regards

-Marc
Old Oct 25, 2004, 11:12 AM
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I guess i can't say too much about stock setup as I never really had true stock setup. closest was with choppa crutch and rest stock, but I was pretty raw back then. what I can say is though steady wind is easier than gusts. I've flown in gust where whole heli gets shaken and tossed for few sec if you are hovering . (it was at least 25mph gust) and it is not too fun to hover. I fly my body facing side to the wind rather than into the wind. I find have much better control in this condition. I fly. back and forth perpendicular to the wind. works great and great practice. I find that I hav e most control. higher the wind, lower I fly and higher speed i fly. I get some protection from wind from houses that way since I fly in the street.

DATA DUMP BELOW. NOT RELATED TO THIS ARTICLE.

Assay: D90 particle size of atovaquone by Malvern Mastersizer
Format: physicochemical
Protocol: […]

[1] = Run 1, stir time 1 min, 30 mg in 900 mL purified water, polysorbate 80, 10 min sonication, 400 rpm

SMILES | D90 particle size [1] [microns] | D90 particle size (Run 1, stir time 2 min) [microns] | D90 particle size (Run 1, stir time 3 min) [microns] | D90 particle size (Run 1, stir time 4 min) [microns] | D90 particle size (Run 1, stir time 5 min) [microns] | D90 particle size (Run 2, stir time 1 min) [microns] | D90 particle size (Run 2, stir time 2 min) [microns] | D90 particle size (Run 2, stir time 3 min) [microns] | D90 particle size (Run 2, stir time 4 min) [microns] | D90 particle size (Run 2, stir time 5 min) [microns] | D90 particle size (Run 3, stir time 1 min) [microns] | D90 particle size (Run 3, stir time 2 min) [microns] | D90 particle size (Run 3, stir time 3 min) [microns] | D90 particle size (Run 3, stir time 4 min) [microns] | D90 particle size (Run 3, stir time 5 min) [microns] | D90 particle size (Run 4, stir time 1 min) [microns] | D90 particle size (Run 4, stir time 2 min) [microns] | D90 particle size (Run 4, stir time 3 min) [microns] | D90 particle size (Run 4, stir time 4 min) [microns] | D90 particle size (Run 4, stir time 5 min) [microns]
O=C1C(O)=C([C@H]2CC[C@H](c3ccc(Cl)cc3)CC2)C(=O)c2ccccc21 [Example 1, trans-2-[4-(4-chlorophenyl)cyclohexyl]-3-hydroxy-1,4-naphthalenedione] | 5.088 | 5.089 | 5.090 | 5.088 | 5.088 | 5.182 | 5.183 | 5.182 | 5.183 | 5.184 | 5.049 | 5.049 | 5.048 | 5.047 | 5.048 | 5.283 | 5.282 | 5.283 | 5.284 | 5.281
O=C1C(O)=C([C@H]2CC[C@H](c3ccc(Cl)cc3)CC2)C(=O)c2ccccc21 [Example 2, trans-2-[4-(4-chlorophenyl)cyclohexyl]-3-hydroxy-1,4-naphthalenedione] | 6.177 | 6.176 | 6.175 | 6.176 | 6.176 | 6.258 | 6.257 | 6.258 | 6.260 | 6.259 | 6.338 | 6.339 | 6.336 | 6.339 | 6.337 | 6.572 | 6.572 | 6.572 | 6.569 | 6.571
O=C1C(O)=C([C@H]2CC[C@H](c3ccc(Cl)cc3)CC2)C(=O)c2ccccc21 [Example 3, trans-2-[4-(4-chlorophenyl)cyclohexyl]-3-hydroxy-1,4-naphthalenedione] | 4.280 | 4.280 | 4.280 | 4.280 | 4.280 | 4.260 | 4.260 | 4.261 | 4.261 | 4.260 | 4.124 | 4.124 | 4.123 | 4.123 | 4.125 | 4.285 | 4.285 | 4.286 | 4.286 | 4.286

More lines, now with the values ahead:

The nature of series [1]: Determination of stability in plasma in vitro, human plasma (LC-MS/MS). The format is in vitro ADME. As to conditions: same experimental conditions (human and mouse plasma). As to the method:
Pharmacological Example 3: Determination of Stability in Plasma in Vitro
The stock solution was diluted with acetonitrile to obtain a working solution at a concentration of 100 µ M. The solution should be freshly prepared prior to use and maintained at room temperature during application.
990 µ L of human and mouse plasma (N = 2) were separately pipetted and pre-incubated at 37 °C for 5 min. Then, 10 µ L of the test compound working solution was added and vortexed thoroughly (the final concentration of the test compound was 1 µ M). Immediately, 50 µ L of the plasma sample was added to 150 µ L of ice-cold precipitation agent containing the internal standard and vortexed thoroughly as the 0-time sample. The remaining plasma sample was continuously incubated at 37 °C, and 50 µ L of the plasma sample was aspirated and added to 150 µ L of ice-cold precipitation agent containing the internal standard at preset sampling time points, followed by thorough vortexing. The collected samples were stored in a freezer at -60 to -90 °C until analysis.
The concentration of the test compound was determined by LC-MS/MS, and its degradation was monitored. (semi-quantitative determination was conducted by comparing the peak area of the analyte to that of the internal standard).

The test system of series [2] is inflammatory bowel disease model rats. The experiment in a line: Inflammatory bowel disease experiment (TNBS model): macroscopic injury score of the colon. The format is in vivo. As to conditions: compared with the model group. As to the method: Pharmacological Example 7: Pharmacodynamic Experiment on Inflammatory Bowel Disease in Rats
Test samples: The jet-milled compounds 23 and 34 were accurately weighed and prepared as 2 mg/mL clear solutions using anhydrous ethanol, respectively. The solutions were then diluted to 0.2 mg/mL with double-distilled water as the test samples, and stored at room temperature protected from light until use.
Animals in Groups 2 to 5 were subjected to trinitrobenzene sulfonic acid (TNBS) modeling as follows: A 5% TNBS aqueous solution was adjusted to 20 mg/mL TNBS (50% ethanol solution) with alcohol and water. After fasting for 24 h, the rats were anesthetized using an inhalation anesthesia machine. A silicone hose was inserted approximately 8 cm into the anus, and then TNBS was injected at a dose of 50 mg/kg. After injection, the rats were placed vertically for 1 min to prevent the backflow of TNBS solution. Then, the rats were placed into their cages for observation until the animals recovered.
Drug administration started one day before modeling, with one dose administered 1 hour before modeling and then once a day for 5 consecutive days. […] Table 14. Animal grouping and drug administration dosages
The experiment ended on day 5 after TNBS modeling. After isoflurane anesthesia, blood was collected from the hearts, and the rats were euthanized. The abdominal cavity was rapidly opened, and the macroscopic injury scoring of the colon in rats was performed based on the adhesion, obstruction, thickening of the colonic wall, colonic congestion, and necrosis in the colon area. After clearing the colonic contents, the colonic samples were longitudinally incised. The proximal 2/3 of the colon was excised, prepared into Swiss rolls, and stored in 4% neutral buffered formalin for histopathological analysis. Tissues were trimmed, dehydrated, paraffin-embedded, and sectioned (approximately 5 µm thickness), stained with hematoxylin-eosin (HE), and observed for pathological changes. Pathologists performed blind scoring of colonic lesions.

Old Oct 25, 2004, 04:06 PM
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---------Speed!!---------
Quote:
Originally Posted by Plummit
I have stood in a measured 25 MPH wind and I have to disagree Matt. I don't feel a stock Corona has what it takes to negotiate those winds, especially if it's gusting.

I agree with others that say you will get used to the bobing effect. It used to bother me too, but when I started looking at it as a challenge to try to keep the Corona at a given height, it became fun and I got much better at throttle control!

regards

-Marc
That may be true. Admittedly, I haven't flown a stock Corona in quite a while. I do know that my tricked out Corona (Hacker on 3S lipos) required nearly full throttle to keep from being blown back in the wind. VERY challenging!

Matt..............